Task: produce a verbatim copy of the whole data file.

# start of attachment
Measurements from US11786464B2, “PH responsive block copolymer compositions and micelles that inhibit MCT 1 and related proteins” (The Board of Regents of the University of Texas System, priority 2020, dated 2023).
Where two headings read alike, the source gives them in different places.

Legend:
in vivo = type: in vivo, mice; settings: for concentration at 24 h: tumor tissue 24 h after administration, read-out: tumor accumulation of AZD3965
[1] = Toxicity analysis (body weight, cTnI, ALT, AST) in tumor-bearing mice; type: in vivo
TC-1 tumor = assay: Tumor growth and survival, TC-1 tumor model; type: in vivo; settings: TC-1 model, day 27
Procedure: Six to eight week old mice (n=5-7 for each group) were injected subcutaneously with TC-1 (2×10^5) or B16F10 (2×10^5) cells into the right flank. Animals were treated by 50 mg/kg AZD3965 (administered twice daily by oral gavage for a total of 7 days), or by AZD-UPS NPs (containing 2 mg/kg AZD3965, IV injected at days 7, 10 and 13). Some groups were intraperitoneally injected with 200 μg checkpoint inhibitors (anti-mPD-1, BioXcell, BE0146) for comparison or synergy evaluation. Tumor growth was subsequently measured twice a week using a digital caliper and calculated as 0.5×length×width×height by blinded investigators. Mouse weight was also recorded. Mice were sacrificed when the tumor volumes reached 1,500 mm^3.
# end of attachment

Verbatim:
Measurements from US11786464B2, “PH responsive block copolymer compositions and micelles that inhibit MCT 1 and related proteins” (The Board of Regents of the University of Texas System, priority 2020, dated 2023).
Where two headings read alike, the source gives them in different places.

Legend:
in vivo = type: in vivo, mice; settings: for concentration at 24 h: tumor tissue 24 h after administration, read-out: tumor accumulation of AZD3965
[1] = Toxicity analysis (body weight, cTnI, ALT, AST) in tumor-bearing mice; type: in vivo
TC-1 tumor = assay: Tumor growth and survival, TC-1 tumor model; type: in vivo; settings: TC-1 model, day 27
Procedure: Six to eight week old mice (n=5-7 for each group) were injected subcutaneously with TC-1 (2×10^5) or B16F10 (2×10^5) cells into the right flank. Animals were treated by 50 mg/kg AZD3965 (administered twice daily by oral gavage for a total of 7 days), or by AZD-UPS NPs (containing 2 mg/kg AZD3965, IV injected at days 7, 10 and 13). Some groups were intraperitoneally injected with 200 μg checkpoint inhibitors (anti-mPD-1, BioXcell, BE0146) for comparison or synergy evaluation. Tumor growth was subsequently measured twice a week using a digital caliper and calculated as 0.5×length×width×height by blinded investigators. Mouse weight was also recorded. Mice were sacrificed when the tumor volumes reached 1,500 mm^3.